A wildfire on the west side of Harrison Lake has gone from a few hectares to 650 in four days

Wildfire estimated at 650 hectares

Wednesday's rain won't make a big difference but will slow down growth

An aggressive wildfire burning near Harrison Lake is now estimated to be roughly 650 hectares in size.

The rapidly growing fire went from 100 to 600 hectares between Monday and Tuesday due to strong winds. By Wednesday morning, the growth had slowed down thanks to slower winds.

Donna MacPherson, coastal fire information officer, says the rain falling Wednesday morning was not expected to make a big difference, though she adds, “it will slow the growth of the fire.”

As of Tuesday, resources included 70 firefighters, six helicopters, two heavy equipment machines as well as fixed wing air tankers and the Martin Mars water bomber, which was brought out of retirement in July to help the rampant wildfire situation in B.C. this summer. The Mars water bomber, which can drop more than 27,000 litres of water in one pass, joined several smaller tanker planes in battling fire.

“We have lots of additional resources moving into the area today,” MacPherson reported Tuesday, explaining that precipitation up north has helped control wildfires so crews were able to be redistributed to the Harrison blaze.

MacPherson says the fire is currently burning northwards away from the village of Harrison Hot Springs and there is no risk to structures at this time. However, there are crews working on the south end of the fire to prevent it from moving southwards should the winds reverse.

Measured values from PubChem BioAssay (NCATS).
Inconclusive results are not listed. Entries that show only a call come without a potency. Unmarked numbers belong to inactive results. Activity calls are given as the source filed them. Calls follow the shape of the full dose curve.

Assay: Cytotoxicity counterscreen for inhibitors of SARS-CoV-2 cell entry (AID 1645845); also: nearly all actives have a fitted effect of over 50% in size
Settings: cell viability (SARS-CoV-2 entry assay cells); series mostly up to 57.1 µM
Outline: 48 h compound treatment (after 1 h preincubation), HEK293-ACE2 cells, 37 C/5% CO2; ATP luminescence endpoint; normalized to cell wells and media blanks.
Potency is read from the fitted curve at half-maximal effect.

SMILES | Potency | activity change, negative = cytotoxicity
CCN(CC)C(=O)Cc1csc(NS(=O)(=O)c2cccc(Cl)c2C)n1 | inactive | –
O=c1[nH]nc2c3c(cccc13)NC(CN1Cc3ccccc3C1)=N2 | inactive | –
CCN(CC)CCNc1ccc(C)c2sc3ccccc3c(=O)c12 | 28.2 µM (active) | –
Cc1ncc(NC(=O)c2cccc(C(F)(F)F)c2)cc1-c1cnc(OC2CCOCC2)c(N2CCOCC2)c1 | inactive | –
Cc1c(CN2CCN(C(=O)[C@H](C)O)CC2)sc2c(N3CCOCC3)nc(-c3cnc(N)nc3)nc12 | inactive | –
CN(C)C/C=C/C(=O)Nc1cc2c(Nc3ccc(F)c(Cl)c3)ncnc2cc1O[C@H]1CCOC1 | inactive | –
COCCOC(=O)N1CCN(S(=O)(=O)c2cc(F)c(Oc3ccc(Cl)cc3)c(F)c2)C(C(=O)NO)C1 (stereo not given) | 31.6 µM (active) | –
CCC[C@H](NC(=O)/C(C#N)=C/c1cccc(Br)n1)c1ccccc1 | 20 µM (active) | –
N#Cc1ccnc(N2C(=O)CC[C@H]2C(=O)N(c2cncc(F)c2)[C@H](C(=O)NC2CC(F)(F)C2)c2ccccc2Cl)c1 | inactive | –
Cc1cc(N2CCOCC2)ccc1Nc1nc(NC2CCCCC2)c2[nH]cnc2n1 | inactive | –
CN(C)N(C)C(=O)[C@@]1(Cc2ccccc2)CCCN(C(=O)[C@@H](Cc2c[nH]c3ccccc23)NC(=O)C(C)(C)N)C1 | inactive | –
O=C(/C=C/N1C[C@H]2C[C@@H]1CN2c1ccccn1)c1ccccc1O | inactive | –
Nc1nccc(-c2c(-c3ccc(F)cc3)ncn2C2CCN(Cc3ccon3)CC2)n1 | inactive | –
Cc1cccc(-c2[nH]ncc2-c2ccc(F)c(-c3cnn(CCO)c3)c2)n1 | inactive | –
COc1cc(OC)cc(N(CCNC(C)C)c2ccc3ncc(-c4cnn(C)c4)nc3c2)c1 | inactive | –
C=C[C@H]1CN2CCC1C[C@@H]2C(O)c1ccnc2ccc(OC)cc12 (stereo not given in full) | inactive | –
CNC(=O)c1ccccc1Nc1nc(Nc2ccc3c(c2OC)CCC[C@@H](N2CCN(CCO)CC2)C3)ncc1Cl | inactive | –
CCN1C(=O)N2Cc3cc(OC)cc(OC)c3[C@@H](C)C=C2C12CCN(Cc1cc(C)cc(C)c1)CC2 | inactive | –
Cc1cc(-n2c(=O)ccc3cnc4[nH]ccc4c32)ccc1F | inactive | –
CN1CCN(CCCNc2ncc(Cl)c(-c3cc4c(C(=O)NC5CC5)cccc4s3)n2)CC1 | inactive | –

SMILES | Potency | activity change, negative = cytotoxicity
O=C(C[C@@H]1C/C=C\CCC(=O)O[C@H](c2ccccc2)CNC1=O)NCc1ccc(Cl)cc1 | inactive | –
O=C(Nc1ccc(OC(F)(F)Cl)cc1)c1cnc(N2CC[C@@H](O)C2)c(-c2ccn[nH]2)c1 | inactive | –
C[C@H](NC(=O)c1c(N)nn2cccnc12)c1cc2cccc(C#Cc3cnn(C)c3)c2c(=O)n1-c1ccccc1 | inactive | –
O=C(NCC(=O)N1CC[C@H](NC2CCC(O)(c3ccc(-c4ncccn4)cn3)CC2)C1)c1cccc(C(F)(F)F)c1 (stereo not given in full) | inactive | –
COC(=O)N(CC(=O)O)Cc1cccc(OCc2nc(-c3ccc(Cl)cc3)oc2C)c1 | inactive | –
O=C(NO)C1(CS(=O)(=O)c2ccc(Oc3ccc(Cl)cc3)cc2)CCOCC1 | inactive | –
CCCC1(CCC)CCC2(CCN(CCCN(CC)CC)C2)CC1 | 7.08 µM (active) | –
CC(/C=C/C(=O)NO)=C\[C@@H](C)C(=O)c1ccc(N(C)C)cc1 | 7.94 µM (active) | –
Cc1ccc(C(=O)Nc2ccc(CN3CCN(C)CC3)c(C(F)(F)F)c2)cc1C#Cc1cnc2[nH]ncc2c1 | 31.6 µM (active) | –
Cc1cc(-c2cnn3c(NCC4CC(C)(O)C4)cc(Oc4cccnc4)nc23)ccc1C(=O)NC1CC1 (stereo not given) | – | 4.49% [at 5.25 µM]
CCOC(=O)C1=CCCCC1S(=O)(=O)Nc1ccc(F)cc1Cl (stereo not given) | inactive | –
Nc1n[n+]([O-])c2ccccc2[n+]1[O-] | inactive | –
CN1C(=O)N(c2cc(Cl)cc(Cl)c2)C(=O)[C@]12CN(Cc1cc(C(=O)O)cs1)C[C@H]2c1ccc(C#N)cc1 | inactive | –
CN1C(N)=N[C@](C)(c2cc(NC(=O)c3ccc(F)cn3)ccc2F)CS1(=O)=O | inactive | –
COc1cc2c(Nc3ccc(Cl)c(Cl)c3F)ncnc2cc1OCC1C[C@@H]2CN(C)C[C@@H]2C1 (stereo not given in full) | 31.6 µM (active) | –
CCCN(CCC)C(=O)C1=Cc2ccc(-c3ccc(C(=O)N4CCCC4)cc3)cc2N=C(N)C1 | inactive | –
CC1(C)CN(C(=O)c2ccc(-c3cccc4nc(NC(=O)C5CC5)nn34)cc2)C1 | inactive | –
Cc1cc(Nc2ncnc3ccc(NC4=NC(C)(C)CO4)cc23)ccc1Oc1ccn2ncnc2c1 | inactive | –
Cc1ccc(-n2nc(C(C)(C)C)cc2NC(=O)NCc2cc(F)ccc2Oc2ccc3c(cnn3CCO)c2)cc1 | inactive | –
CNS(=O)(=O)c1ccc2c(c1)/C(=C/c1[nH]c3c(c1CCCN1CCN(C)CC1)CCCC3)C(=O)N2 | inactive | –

The wildfire on the west side of Harrison Lake near Wood Lake was reported Sunday, August 2, estimated at approximately seven hectares in size. The fire is suspected to be human caused and preventable. Winds fanned the fire, which blew sparks and embers ahead of the fire, contributing to its growth.

On the morning of August 3, heavy smoke hampered personnel from seeing the whole fire perimeter. Campers were evacuated from 10-Mile Bay and Wood Lake on Sunday. And while 20-Mile Bay was not directly threatened, campers were escorted out of the area too as a precaution.

As of Tuesday morning, fire officials are looking to work on an indirect attack, which means to back up and begin building a fire guard, according to MacPherson.

They are also looking to assess the ability of people further up the west side of Harrison Lake to leave the area via the road north to Pemberton.

They are not being threatened by the fire at all, but we will be looking at how capable they are to get out, explains MacPherson.

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